In a controller-processor relationship, the latter is only allowed to process personal data based on the documented instructions from the controller. The processor cannot engage another processor to help fulfil a specific contract, without the prior specific or general written authorisation of the respective controller[12]. Thus the carrying-out of processing by a processor should be governed by a contract or other legal act under Union or Member State law, binding the processor to the controller, setting out the subject-matter and duration of the processing, the nature and purposes of the processing, the type of personal data and categories of data subjects, taking into account the specific tasks and responsibilities of the processor in the context of the processing to be carried out and the risk to the rights and freedoms of the data subject. After the completion of the processing on behalf of the controller, the processor should, at the choice of the controller, return or delete the personal data, unless there is a requirement to store the personal data under Union or Member State law to which the processor is subject[13].

Further, it is the responsibility of both the controller and the processor to maintain records of processing activities under their responsibility[14].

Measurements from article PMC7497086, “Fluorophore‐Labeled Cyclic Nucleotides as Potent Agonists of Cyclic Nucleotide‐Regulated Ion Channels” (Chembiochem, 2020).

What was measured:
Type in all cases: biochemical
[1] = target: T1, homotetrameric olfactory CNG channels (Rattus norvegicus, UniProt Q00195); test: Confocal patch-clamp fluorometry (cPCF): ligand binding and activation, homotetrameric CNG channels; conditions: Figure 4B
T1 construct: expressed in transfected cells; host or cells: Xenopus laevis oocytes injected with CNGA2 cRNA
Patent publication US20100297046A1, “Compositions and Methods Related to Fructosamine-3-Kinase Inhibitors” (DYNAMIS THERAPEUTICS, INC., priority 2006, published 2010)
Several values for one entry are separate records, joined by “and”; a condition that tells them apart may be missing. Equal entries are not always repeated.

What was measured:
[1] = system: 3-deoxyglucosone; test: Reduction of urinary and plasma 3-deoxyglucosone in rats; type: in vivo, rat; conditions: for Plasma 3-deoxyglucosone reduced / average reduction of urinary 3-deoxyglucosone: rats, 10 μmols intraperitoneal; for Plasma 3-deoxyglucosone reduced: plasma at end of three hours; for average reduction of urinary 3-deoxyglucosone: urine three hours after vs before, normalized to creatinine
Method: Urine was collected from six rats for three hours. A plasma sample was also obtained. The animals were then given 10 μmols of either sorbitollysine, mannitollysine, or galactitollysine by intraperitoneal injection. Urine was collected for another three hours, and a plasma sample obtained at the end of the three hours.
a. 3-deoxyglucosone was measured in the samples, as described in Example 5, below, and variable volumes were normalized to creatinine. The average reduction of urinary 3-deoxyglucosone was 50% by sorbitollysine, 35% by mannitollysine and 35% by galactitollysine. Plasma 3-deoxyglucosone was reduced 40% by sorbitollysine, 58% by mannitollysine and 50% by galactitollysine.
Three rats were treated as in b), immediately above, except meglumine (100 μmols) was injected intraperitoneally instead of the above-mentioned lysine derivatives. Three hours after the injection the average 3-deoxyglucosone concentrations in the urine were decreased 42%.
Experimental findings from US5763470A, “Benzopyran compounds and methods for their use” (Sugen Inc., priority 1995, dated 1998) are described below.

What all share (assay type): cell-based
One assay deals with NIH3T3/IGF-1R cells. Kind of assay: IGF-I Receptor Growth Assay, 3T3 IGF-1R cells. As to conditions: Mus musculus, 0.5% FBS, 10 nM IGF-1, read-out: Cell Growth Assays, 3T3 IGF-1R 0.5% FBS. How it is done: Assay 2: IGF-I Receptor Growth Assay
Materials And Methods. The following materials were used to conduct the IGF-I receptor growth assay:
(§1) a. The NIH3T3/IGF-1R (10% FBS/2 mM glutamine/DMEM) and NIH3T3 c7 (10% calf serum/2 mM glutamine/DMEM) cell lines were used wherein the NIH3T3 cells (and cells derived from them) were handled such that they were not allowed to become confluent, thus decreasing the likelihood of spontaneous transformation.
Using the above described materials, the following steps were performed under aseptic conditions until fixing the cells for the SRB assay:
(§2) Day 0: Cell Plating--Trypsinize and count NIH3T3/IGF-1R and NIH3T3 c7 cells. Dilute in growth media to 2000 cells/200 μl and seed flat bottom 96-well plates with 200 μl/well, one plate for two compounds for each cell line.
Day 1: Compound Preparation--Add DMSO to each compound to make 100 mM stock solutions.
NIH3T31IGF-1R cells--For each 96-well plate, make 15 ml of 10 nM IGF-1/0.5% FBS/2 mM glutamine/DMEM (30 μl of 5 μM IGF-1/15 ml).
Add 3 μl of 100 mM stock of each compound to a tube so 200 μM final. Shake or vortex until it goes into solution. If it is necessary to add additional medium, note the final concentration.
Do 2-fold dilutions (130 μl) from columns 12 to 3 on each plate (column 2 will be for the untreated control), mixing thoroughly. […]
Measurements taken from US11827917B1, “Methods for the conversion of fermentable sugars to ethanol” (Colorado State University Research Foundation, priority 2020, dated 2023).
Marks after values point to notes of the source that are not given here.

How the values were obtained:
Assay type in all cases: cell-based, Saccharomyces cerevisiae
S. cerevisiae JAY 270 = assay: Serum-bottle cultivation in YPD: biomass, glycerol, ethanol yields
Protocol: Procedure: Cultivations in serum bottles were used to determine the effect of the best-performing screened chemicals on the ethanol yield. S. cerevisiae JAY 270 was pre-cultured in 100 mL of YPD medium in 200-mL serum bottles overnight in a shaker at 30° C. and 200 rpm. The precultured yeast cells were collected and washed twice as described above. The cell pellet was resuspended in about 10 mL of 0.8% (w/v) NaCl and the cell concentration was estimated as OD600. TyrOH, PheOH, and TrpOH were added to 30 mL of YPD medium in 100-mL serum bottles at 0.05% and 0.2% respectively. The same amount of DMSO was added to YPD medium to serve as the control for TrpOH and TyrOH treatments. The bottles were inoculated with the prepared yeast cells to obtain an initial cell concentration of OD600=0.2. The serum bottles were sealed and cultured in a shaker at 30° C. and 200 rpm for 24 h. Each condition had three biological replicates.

If the intended data transfer meets the general requirements, one must check in a second step whether transfer to the third country is permitted. There is a differentiation between secure and unsecure third countries[15].

GDPR allows transfer of personal data of data subjects situated in EU to countries outside EU for the purpose of processing and does not prohibit such transfer per se, whether it is a secure third country that has attained ‘adequacy’ status or an unsecure third country with no data protection law at all as in case of India. The principles embodied under the GDPR recognises the importance of international trade and cooperation in order to achieve economic growth. The Regulation tries to balance economic growth with individual privacy and national security.

The secured third countries for the purpose of data transfer do not require any specific authorisation[16]. As India (third country) does not yet have a separate law dealing with data protection and is regarded as an unsecure third country by EU, the agreements with EU countries consist of a standard contractual clauses as per notifications by the EU Commission which Indian entities abide while dealing with processing of personal data. These standard contractual clauses cannot be amended to contradict the notification. The parties are free to add clauses so long as it is consonance with the standard contractual clauses as given in the notification.